Let’s face it. Chances are, at your job, you don’t call the shots. You don’t have control over where you can work, the hours you can put in and how you deal with other departments. The most frustrating thing about every time management or productivity blog I read, is that they presume people have the power to work from home when they choose, or work hard for three hours then call it a day. I’ve never had a job where my boss has accepted the notion that people only work three to four hours of a given day. Those tips are great for the self-employed or people who swan about above middle-management, but what about the working stooges? The people who are judged on how long they are chained to their desks? These three tips are for you.
- Procrastination is a key part of my process. I need to work my way up to completing a task and sometimes that task can be as mundane as sending a single email. Unfortunately, it is often viewed as simply time wasting, rather than a necessary step to achievement. My trick is to get in a win early in the day. Do something that is seen by a few people and they’ll assume that’s the pace you will continue at throughout the day. Write a blog post as fast as you can, or hit send on something you’d spent the previous week working on and pretend it was all done that morning. Then you’ll be free to kick back and enjoy some quality browsing and bunking off.
- Make tasks seem harder than they are. Over-estimate the length of time something will take you, regardless of how easy it is. This one is good to kick off early in your employment. You don’t want to set a precedent that will be impossible to uphold once you settle into a solid procrastination routine. If a piece of writing or some kind of number-related work will take you 15 minutes of head-down, tell your superiors it’ll be ready in a couple of hours. You want to double-check. You’re waiting on something from someone else. This isn’t lying, it is simply insuring yourself against burnout. You get a task done in 15 minutes, you’ll just get given another. Pro tip: “It’ll be ready by the close of business” is a great deflection. This will then allow you to postpone its delivery until the next morning when the end of the day rolls around. No one wants to be sent something at 5pm, so hang on to it and you have your early win locked and loaded for the next day.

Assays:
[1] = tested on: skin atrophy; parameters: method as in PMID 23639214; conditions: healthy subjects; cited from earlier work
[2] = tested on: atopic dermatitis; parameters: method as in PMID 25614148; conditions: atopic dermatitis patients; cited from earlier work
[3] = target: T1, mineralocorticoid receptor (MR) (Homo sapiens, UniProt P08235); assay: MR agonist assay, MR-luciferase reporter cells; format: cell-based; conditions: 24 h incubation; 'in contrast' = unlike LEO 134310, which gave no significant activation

- Talk about the project you’re working on with your manager or someone in authority. This is the big one. Showing a slightly elevated level of interest and offering something even marginally insightful will go a long way. Even if you’re deeply bored by whatever it is, taking the time to throw in a few comments that indicate you’re in any way engaged, will help maintain the illusion you’re in the trenches with the company. Once you get this unpleasantness out of the way, you’ve bought yourself an afternoon’s worth of leisure time. “I was reading an article about the correlation between pop-up windows and time-on-site” or “Inventory management is as much about managing people as it is about inventory.” The more circular and incomprehensible your comments, the better they’ll sound.